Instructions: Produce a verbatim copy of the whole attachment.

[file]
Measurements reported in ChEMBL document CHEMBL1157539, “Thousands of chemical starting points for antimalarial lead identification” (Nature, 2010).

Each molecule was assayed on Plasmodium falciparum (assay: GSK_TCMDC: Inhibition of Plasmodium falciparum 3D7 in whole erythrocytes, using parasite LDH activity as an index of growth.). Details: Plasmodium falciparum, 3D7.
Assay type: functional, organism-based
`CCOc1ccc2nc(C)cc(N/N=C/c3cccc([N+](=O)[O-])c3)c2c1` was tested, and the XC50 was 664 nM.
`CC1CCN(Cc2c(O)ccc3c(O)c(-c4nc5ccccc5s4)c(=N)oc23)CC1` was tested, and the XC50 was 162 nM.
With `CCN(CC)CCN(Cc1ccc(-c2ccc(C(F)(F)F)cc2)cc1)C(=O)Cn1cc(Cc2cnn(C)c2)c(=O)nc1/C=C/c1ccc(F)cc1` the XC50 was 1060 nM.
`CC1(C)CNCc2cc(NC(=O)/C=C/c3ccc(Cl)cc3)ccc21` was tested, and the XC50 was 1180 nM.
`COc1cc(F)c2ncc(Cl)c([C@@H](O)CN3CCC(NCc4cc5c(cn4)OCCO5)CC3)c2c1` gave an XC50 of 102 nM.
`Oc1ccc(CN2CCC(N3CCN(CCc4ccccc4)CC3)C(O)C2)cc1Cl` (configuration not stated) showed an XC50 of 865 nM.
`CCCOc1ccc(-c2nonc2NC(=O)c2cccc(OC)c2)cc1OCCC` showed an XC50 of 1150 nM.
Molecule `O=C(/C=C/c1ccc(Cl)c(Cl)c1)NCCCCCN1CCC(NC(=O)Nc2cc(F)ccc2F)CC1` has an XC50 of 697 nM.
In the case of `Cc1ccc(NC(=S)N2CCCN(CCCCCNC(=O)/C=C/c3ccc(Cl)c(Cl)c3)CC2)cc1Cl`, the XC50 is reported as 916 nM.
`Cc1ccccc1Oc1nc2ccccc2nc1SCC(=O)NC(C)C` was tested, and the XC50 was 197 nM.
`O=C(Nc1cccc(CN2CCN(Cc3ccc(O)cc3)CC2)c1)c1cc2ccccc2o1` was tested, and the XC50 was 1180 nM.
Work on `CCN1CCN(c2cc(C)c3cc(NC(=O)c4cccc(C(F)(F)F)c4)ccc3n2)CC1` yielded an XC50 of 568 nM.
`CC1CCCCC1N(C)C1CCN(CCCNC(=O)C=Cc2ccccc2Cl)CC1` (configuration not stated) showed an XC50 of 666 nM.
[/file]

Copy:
Measurements reported in ChEMBL document CHEMBL1157539, “Thousands of chemical starting points for antimalarial lead identification” (Nature, 2010).

Each molecule was assayed on Plasmodium falciparum (assay: GSK_TCMDC: Inhibition of Plasmodium falciparum 3D7 in whole erythrocytes, using parasite LDH activity as an index of growth.). Details: Plasmodium falciparum, 3D7.
Assay type: functional, organism-based
`CCOc1ccc2nc(C)cc(N/N=C/c3cccc([N+](=O)[O-])c3)c2c1` was tested, and the XC50 was 664 nM.
`CC1CCN(Cc2c(O)ccc3c(O)c(-c4nc5ccccc5s4)c(=N)oc23)CC1` was tested, and the XC50 was 162 nM.
With `CCN(CC)CCN(Cc1ccc(-c2ccc(C(F)(F)F)cc2)cc1)C(=O)Cn1cc(Cc2cnn(C)c2)c(=O)nc1/C=C/c1ccc(F)cc1` the XC50 was 1060 nM.
`CC1(C)CNCc2cc(NC(=O)/C=C/c3ccc(Cl)cc3)ccc21` was tested, and the XC50 was 1180 nM.
`COc1cc(F)c2ncc(Cl)c([C@@H](O)CN3CCC(NCc4cc5c(cn4)OCCO5)CC3)c2c1` gave an XC50 of 102 nM.
`Oc1ccc(CN2CCC(N3CCN(CCc4ccccc4)CC3)C(O)C2)cc1Cl` (configuration not stated) showed an XC50 of 865 nM.
`CCCOc1ccc(-c2nonc2NC(=O)c2cccc(OC)c2)cc1OCCC` showed an XC50 of 1150 nM.
Molecule `O=C(/C=C/c1ccc(Cl)c(Cl)c1)NCCCCCN1CCC(NC(=O)Nc2cc(F)ccc2F)CC1` has an XC50 of 697 nM.
In the case of `Cc1ccc(NC(=S)N2CCCN(CCCCCNC(=O)/C=C/c3ccc(Cl)c(Cl)c3)CC2)cc1Cl`, the XC50 is reported as 916 nM.
`Cc1ccccc1Oc1nc2ccccc2nc1SCC(=O)NC(C)C` was tested, and the XC50 was 197 nM.
`O=C(Nc1cccc(CN2CCN(Cc3ccc(O)cc3)CC2)c1)c1cc2ccccc2o1` was tested, and the XC50 was 1180 nM.
Work on `CCN1CCN(c2cc(C)c3cc(NC(=O)c4cccc(C(F)(F)F)c4)ccc3n2)CC1` yielded an XC50 of 568 nM.
`CC1CCCCC1N(C)C1CCN(CCCNC(=O)C=Cc2ccccc2Cl)CC1` (configuration not stated) showed an XC50 of 666 nM.